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No update on Spaceweather.com this morning but Solarham.net and Silso have today's sun spot count as zero.

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Updated now,

 

9 day's blank, 120 for 2018, 56%

Solar flux is 68

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10 day's blank, 121 for 2018 57%

Solar flux 69

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We have a small sunspot now.

Since we have hit 121 assuming a 60% rate from August-year end (~150 potential days) we get a figure of 90 so i'm going to call it. 

2018 will see 200 days spotless, the 15th most spotless year on record.

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It looks spotless now, can't see a thing yet Space Weather claims there is a small spot! Must be a single pixel! I'm going for 220 spotless days :)

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4 minutes ago, drgl said:

It looks spotless now, can't see a thing yet Space Weather claims there is a small spot! Must be a single pixel! I'm going for 220 spotless days :)

Spaceweather updates overnight, so it is telling you what the situation was yesterday. And yesterday (and the day before) there was a sunspot.

If you're looking for a real time count, the SILSO SSN updates during the day as the observations come in:

http://sidc.oma.be/silso/home

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Well it's todays date with the image below, Can't see a thing, can you?!

hmi1898.gif

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1 hour ago, drgl said:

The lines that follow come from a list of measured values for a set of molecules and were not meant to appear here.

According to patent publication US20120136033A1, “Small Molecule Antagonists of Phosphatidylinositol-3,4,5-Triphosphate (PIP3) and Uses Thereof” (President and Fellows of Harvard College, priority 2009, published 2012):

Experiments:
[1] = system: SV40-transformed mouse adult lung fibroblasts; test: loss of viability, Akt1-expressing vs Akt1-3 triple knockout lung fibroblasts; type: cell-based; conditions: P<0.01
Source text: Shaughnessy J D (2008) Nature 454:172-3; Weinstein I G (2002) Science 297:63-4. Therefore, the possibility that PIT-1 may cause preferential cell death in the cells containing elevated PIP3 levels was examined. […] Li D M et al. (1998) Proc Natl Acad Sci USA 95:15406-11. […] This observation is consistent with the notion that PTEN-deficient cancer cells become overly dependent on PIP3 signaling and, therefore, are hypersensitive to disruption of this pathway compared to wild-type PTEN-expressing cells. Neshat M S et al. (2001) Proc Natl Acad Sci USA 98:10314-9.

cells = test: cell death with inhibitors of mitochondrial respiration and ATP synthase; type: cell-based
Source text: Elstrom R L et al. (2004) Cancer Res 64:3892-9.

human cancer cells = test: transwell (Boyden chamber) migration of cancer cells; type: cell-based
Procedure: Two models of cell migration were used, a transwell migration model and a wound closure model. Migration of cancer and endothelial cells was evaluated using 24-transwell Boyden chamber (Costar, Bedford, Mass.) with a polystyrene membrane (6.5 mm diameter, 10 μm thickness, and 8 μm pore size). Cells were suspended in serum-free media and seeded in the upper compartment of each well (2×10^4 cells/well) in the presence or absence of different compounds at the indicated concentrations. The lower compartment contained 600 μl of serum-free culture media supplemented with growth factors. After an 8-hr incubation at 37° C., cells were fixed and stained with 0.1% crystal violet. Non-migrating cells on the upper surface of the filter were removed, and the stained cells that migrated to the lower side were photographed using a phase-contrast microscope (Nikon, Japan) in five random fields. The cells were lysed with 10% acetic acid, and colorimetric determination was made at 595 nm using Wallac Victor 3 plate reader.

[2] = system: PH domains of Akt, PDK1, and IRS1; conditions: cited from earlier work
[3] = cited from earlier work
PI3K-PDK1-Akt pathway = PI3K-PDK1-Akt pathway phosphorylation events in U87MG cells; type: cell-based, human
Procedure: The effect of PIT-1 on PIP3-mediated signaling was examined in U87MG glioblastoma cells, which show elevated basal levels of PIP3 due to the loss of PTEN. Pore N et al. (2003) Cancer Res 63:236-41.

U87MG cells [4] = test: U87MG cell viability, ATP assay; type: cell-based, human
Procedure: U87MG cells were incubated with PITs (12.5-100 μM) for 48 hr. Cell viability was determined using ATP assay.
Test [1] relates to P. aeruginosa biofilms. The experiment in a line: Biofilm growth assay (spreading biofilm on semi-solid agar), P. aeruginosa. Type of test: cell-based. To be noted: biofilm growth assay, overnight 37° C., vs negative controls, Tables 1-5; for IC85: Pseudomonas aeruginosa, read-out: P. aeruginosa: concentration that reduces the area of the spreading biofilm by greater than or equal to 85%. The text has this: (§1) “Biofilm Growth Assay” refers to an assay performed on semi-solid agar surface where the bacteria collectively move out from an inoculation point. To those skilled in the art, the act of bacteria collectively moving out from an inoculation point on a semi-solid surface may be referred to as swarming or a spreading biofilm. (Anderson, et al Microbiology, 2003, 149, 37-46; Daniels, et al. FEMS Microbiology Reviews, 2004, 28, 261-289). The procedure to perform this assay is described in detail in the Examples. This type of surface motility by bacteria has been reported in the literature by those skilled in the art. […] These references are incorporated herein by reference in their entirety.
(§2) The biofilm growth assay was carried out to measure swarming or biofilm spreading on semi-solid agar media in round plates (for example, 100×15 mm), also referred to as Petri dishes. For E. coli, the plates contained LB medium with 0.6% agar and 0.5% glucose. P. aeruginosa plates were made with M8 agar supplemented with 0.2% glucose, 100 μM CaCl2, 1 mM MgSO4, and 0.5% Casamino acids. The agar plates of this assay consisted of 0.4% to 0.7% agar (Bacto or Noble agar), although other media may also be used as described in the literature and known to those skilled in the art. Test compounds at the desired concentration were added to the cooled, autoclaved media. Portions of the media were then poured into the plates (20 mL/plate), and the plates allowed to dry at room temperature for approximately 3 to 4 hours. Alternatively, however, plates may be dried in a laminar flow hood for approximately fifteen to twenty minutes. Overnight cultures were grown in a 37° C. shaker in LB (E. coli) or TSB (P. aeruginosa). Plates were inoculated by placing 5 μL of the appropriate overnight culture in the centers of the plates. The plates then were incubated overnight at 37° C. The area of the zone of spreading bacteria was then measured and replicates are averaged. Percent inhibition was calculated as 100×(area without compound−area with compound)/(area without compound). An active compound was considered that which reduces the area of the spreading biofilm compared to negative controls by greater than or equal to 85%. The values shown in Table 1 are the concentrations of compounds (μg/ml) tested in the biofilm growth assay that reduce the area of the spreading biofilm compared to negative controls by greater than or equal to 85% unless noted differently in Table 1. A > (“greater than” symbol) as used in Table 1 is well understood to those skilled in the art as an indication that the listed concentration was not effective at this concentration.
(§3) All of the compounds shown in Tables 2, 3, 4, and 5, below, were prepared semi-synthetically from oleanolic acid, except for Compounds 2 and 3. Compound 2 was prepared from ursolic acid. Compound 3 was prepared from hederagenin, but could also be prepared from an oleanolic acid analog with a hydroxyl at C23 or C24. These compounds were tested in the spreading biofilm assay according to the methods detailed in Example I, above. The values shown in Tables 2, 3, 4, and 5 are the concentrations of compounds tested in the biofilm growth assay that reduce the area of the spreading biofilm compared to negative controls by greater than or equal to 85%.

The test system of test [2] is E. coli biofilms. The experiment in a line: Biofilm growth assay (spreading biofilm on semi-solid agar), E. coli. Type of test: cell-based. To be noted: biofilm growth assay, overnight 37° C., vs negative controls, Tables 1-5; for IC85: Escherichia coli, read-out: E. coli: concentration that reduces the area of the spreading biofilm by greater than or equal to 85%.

Well it's todays date with the image below, Can't see a thing, can you?!

hmi1898.gif

There's no way the spots being counted these days will have been spotted in the past, that's for sure. 

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1 hour ago, drgl said:

Well it's todays date with the image below, Can't see a thing, can you?!

hmi1898.gif

It's a snapshot image for the 3rd August. Spaceweather updates in the early hours of the morning with the data for the previous day from the boulder SSN count. There was a very clear visible spot in that active region yesterday and the day before which is why it was counted by them and also the observers who report to SILSO.

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2 minutes ago, CreweCold said:

There's no way the spots being counted these days will have been spotted in the past, that's for sure. 

Which is why a correcting factor is applied to each observer. Moreover, the original telescope and method used by Rudolf Wolf in the 19th century in Zurich is still used and the other observations calibrated to that.